Digital Humanities and Undergraduate Education by Rebecca Frost Davis

I explained Digital Humanities in the Liberal Arts as best I understand it in a previous post. Now let me introduce you to someone who is an expert in this topic. Rebecca Frost Davis at St. Edwards University in Texas and was a NITLE fellow on Digital Humanities and introduces the state of Digital Humanities in small liberal arts colleges and how to become involved.

Here is what she has to say:


Online Education and the Cultural Shift in Higher Education

Who will fill these seats?

Anyone paying attention to the news or non-fiction section of booksellers will see that Higher Education is under increasing public scrutiny for its cost and its efficacy. Books like Academically Adrift hit the marketplace and stimulate discussion about what is being learned and at what cost to the student. Top institutions are now embracing the Web to reach new audiences by offering free classes through services like, Coursera, a partnership of Stanford, Michigan, Princeton, and Penn and EdX, a partnership of MIT and Harvard.

These efforts bring to the forefront another aspect of institutions of higher education; their heterogeneous cultures. Engaging the Six Cultures of the Academy by Bergquist and Pawlack discusses four core cultures and two emerging ones that are interrelated and support and challenge each other. The six cultures are the collegial, managerial, developmental, advocacy, tangible, and virtual.

These new models of free college courses illuminates the last two but first let’s define all six briefly:

Collegial: Describes the faculty of an institution who have deep knowledge of a field and deeply value the autonomous pursuit of it.

Managerial: Hierarchical system determined to produce results and influenced by Catholic or Community College structures as well as a strategy needed as institutions grow larger.

Developmental: Grew out of the need to help faculty members develop their teaching skills and collaborate with different disciplines.

Advocacy: Born out of the desire for equal treatment for all and in part as a reaction to efforts of the managerial culture to control the institution.

Virtual: Globally concerned and connected group enabled by technology to communicate and connect.

Tangible: Institution that values roots in history and tradition and a learning experience grounded in face-to-face contact.

The Virtual and Tangible cultures were already in tension with the maturing practice of online education and for-profit Universities. These free classes add an additional dimension to this balance because more people can access these educational resources and it brings the difference between the Tangible and Virtual into greater focus.

Take the Computer 101 course from Stanford as an example. The participants will be close to the same age between 18-22 in most cases and money will be a factor. A computer science course in a traditional, tangible liberal arts school will likely consist of students who either can afford the cost or have been supported to overcome the cost barrier. Because the school is limited in space in California in the United States students will predominantly be from the US with variety that a top-tier institution would normally include.  This free online course includes hundreds of people from all over the world and spanning the ages of 14 to 70s.  There are even parents who are taking the class with their teenage children. This is a feature of the Virtual culture that is both very exciting and very challenging.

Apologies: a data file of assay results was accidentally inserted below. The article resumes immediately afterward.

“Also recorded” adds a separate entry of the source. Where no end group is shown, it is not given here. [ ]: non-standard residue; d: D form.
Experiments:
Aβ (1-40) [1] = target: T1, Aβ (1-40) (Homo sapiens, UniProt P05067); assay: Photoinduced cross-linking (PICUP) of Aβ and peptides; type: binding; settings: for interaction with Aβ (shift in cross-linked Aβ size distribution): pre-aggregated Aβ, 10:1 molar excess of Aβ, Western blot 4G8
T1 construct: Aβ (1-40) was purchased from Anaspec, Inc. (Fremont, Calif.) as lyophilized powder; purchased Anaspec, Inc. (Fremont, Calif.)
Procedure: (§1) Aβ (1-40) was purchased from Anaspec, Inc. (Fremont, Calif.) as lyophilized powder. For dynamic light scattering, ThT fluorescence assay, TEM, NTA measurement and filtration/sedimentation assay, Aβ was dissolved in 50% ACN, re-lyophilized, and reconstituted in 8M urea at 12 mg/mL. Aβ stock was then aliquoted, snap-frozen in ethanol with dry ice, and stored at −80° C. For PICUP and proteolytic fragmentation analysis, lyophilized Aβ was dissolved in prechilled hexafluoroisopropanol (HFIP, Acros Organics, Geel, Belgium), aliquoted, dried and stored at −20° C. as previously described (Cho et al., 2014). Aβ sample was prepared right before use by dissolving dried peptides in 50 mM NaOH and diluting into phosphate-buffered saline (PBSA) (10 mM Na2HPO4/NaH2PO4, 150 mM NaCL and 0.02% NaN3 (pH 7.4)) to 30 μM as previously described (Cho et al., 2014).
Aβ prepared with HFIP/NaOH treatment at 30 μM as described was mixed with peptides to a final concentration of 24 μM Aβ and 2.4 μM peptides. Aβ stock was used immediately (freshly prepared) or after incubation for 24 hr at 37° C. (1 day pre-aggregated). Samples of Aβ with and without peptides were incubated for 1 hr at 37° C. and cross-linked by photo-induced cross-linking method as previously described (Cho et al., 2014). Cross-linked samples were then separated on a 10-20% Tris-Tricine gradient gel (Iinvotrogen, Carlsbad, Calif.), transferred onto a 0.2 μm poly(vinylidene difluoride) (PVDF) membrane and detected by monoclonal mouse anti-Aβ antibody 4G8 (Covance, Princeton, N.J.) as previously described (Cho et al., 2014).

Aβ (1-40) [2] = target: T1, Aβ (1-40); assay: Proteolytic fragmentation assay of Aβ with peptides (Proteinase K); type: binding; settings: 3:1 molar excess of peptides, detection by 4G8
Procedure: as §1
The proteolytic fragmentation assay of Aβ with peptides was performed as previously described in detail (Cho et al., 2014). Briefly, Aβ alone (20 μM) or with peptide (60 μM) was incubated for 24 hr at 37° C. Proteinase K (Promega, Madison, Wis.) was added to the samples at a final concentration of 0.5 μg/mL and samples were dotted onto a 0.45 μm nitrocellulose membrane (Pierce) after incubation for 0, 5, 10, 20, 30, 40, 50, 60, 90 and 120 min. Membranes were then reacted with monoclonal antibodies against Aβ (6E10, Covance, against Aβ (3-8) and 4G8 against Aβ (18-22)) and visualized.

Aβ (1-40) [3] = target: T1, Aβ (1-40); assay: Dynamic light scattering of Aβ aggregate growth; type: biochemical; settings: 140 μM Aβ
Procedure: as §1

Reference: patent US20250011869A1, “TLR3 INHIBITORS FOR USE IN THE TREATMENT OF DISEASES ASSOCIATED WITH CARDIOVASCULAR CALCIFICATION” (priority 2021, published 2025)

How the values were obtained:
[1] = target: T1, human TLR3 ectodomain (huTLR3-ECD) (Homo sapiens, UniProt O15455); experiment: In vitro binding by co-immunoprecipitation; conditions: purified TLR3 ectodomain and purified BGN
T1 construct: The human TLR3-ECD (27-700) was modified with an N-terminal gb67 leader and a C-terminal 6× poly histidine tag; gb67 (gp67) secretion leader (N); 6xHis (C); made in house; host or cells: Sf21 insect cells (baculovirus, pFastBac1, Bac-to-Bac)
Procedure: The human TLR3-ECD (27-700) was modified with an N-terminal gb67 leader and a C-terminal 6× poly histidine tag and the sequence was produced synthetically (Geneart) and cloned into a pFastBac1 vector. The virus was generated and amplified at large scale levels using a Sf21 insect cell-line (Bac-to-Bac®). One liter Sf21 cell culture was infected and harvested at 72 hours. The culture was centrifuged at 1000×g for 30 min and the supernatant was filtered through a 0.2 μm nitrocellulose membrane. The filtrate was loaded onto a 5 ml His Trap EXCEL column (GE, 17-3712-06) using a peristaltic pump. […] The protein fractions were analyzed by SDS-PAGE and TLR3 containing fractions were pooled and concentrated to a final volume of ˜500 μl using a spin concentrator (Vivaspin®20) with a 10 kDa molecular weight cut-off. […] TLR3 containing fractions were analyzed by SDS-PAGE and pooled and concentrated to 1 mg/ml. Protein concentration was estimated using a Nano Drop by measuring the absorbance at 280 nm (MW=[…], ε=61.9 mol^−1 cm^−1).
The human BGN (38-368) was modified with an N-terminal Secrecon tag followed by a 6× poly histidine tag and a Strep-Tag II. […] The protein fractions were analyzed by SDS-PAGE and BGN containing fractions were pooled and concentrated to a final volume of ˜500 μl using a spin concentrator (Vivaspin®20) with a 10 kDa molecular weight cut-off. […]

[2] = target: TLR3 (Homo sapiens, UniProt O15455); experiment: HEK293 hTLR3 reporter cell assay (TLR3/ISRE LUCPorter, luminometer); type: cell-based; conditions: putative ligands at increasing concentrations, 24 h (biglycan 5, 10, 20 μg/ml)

Appreciating how all six cultures contribute to the academic setting is immensely more helpful than the tired polemics of how online education is either ruining or saving higher education.  Engaging these new models of delivery and placing them in context is one of my goals for taking this course and along with a better understanding of computer science, I hope to have a better understanding of how higher education is changing and productively and wisely adapt and move forward.

[Image from Fredjk – Stock.xchng]


Academic Shortcuts and Profitable Plagiarism

Your institution uses software services like so you can rest assured that student cheating will be caught, right?

Not so, says Thomas Bartlett of the Chronicle of Higher Education in an article on March 20, 2009. While many professors are aware of different services that help students write their papers for them, they may not be aware that it is a profitable and global industry they are up against.

These companies called essay mills write custom papers for students who pay per-page, and avoid software like Turnitin because the essays are original works; they just aren’t created by the student. The Chronicle tracked one of these companies, Best Essays, from Virginia to Ukraine to the Philippines, back to the US.
John Gordon of Future Tense interviewed Bartlett about the story on March 27 and it is well-worth the four minutes to listen.

What is a professor to do?  Solutions using technology can help but as Bartlett concludes, having a relationship with the student and their work is still the best deterrent.


Relevant User Guides in a Web 2.0 World